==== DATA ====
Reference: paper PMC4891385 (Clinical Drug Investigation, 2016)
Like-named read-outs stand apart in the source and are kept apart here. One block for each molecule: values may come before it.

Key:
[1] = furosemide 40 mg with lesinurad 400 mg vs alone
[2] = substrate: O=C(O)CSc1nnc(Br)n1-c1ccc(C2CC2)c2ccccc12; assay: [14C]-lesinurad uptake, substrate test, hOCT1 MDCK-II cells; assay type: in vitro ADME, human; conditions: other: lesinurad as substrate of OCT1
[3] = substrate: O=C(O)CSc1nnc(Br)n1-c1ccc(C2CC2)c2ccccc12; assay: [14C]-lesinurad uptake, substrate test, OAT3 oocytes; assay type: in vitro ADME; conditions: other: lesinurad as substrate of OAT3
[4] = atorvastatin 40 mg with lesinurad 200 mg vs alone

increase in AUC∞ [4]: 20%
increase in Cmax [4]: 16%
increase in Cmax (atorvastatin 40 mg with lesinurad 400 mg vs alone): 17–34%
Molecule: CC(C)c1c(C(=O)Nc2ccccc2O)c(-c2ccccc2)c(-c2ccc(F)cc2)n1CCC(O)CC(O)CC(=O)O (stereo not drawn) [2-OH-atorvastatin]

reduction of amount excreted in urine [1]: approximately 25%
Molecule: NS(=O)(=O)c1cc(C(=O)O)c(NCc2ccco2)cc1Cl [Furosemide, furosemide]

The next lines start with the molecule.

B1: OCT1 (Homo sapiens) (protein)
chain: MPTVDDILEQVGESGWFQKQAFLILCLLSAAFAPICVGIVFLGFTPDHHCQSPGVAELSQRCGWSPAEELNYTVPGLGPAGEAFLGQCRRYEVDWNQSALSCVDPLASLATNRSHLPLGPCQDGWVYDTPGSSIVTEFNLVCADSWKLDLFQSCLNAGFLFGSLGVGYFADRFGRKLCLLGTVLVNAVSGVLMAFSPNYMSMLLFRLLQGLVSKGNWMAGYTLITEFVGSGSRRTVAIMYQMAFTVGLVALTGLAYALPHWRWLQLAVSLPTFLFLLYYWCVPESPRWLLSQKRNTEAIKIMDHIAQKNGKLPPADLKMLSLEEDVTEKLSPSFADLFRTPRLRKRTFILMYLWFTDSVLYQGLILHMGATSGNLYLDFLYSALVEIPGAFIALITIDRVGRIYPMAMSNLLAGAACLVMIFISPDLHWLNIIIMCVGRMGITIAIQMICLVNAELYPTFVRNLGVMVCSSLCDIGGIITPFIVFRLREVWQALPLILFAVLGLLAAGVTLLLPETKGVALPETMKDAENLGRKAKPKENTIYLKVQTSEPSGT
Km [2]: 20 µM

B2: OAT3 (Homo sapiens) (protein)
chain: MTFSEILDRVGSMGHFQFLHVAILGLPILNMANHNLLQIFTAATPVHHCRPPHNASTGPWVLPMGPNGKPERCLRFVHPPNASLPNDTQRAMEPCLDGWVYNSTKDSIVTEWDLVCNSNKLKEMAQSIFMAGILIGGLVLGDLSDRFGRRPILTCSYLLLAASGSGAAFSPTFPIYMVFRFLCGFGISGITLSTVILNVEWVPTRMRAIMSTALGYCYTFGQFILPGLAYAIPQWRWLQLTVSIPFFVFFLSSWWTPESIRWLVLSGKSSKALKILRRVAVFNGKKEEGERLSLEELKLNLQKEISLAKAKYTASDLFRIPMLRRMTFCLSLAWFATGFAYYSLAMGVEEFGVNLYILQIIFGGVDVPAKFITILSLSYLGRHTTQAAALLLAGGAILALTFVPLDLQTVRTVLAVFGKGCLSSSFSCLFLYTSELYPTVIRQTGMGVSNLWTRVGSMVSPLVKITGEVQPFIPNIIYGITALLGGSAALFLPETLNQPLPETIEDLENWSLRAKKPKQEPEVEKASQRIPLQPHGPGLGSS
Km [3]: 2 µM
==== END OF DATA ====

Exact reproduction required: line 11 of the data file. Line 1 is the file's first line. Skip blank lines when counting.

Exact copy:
Molecule: CC(C)c1c(C(=O)Nc2ccccc2O)c(-c2ccccc2)c(-c2ccc(F)cc2)n1CCC(O)CC(O)CC(=O)O (stereo not drawn) [2-OH-atorvastatin]